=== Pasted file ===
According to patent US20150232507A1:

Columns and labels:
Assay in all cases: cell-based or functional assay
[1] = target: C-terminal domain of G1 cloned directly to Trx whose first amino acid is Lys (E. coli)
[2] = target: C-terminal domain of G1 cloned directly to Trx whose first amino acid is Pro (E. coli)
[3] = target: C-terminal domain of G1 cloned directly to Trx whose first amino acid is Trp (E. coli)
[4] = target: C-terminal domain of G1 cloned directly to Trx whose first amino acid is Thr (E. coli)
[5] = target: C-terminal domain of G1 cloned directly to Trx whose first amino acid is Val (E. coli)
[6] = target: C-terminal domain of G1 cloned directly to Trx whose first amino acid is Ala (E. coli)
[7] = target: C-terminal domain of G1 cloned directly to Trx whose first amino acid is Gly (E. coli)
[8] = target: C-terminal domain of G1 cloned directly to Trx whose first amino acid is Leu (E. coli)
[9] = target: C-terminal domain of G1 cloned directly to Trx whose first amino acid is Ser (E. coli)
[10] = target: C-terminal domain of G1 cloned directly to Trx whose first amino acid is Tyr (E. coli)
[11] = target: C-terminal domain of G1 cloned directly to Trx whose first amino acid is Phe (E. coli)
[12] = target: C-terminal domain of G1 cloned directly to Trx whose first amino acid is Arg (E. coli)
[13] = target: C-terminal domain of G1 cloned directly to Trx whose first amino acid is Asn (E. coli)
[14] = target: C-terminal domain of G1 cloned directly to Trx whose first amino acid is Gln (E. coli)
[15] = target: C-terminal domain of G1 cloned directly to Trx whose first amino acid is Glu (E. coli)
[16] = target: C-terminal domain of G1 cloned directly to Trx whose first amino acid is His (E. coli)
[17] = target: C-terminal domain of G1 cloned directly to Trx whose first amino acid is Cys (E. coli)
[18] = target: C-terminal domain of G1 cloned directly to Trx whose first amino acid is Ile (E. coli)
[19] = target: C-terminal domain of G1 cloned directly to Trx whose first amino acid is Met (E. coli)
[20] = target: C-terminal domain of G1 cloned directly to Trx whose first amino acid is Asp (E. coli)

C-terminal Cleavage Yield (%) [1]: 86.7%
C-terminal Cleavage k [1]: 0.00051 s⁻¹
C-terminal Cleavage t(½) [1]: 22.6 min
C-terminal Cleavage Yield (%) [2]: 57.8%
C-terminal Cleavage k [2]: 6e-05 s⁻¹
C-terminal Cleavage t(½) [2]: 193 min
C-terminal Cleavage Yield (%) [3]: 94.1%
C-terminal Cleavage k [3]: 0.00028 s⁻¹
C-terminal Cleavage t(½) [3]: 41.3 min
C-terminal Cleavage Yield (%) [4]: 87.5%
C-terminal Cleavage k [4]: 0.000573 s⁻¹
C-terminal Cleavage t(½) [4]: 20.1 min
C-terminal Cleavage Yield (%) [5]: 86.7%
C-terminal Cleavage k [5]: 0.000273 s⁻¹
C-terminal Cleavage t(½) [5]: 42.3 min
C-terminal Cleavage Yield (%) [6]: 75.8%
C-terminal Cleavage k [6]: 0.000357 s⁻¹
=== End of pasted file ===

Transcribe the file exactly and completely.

According to patent US20150232507A1:

Columns and labels:
Assay in all cases: cell-based or functional assay
[1] = target: C-terminal domain of G1 cloned directly to Trx whose first amino acid is Lys (E. coli)
[2] = target: C-terminal domain of G1 cloned directly to Trx whose first amino acid is Pro (E. coli)
[3] = target: C-terminal domain of G1 cloned directly to Trx whose first amino acid is Trp (E. coli)
[4] = target: C-terminal domain of G1 cloned directly to Trx whose first amino acid is Thr (E. coli)
[5] = target: C-terminal domain of G1 cloned directly to Trx whose first amino acid is Val (E. coli)
[6] = target: C-terminal domain of G1 cloned directly to Trx whose first amino acid is Ala (E. coli)
[7] = target: C-terminal domain of G1 cloned directly to Trx whose first amino acid is Gly (E. coli)
[8] = target: C-terminal domain of G1 cloned directly to Trx whose first amino acid is Leu (E. coli)
[9] = target: C-terminal domain of G1 cloned directly to Trx whose first amino acid is Ser (E. coli)
[10] = target: C-terminal domain of G1 cloned directly to Trx whose first amino acid is Tyr (E. coli)
[11] = target: C-terminal domain of G1 cloned directly to Trx whose first amino acid is Phe (E. coli)
[12] = target: C-terminal domain of G1 cloned directly to Trx whose first amino acid is Arg (E. coli)
[13] = target: C-terminal domain of G1 cloned directly to Trx whose first amino acid is Asn (E. coli)
[14] = target: C-terminal domain of G1 cloned directly to Trx whose first amino acid is Gln (E. coli)
[15] = target: C-terminal domain of G1 cloned directly to Trx whose first amino acid is Glu (E. coli)
[16] = target: C-terminal domain of G1 cloned directly to Trx whose first amino acid is His (E. coli)
[17] = target: C-terminal domain of G1 cloned directly to Trx whose first amino acid is Cys (E. coli)
[18] = target: C-terminal domain of G1 cloned directly to Trx whose first amino acid is Ile (E. coli)
[19] = target: C-terminal domain of G1 cloned directly to Trx whose first amino acid is Met (E. coli)
[20] = target: C-terminal domain of G1 cloned directly to Trx whose first amino acid is Asp (E. coli)

C-terminal Cleavage Yield (%) [1]: 86.7%
C-terminal Cleavage k [1]: 0.00051 s⁻¹
C-terminal Cleavage t(½) [1]: 22.6 min
C-terminal Cleavage Yield (%) [2]: 57.8%
C-terminal Cleavage k [2]: 6e-05 s⁻¹
C-terminal Cleavage t(½) [2]: 193 min
C-terminal Cleavage Yield (%) [3]: 94.1%
C-terminal Cleavage k [3]: 0.00028 s⁻¹
C-terminal Cleavage t(½) [3]: 41.3 min
C-terminal Cleavage Yield (%) [4]: 87.5%
C-terminal Cleavage k [4]: 0.000573 s⁻¹
C-terminal Cleavage t(½) [4]: 20.1 min
C-terminal Cleavage Yield (%) [5]: 86.7%
C-terminal Cleavage k [5]: 0.000273 s⁻¹
C-terminal Cleavage t(½) [5]: 42.3 min
C-terminal Cleavage Yield (%) [6]: 75.8%
C-terminal Cleavage k [6]: 0.000357 s⁻¹